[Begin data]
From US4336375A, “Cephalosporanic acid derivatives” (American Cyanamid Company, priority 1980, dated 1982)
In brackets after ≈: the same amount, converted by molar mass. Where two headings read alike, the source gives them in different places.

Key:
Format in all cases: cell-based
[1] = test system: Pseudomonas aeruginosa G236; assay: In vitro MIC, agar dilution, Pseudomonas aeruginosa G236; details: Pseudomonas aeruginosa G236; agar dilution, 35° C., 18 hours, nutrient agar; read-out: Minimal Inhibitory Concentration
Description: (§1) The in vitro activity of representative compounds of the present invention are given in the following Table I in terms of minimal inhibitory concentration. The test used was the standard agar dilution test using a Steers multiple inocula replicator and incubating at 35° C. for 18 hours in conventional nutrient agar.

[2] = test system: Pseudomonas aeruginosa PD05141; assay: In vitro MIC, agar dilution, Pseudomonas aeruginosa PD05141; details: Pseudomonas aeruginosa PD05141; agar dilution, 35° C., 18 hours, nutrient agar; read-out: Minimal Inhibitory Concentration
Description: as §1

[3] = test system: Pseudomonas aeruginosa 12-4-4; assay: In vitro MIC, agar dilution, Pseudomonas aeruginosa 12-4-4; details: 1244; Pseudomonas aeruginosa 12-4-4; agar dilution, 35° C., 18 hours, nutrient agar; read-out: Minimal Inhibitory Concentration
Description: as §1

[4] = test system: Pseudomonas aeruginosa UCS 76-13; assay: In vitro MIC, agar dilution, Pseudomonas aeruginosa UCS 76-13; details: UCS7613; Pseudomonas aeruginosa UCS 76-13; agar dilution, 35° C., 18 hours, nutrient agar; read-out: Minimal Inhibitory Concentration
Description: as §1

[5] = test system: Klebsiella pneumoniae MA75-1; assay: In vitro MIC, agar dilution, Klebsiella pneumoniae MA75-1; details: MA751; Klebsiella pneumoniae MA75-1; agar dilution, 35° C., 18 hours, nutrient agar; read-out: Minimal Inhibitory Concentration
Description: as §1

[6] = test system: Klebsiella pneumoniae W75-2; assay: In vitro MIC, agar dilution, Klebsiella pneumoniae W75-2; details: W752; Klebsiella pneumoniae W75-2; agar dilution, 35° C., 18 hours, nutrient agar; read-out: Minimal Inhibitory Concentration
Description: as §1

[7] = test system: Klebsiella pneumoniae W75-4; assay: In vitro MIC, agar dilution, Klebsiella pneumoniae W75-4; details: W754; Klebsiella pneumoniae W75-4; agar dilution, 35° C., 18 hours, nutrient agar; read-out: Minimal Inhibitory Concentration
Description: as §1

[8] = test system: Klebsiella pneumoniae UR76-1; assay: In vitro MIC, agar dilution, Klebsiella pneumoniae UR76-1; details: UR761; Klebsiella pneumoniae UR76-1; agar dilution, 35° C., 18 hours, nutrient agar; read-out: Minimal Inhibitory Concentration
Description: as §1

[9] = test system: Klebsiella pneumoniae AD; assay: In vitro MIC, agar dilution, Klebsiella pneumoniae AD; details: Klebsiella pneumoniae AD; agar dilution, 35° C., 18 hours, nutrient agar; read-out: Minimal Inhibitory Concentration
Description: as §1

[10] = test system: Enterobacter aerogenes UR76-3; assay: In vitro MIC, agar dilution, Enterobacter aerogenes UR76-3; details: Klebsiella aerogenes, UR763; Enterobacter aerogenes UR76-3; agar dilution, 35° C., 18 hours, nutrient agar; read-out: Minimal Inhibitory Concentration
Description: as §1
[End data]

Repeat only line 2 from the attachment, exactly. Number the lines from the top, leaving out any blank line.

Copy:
In brackets after ≈: the same amount, converted by molar mass. Where two headings read alike, the source gives them in different places.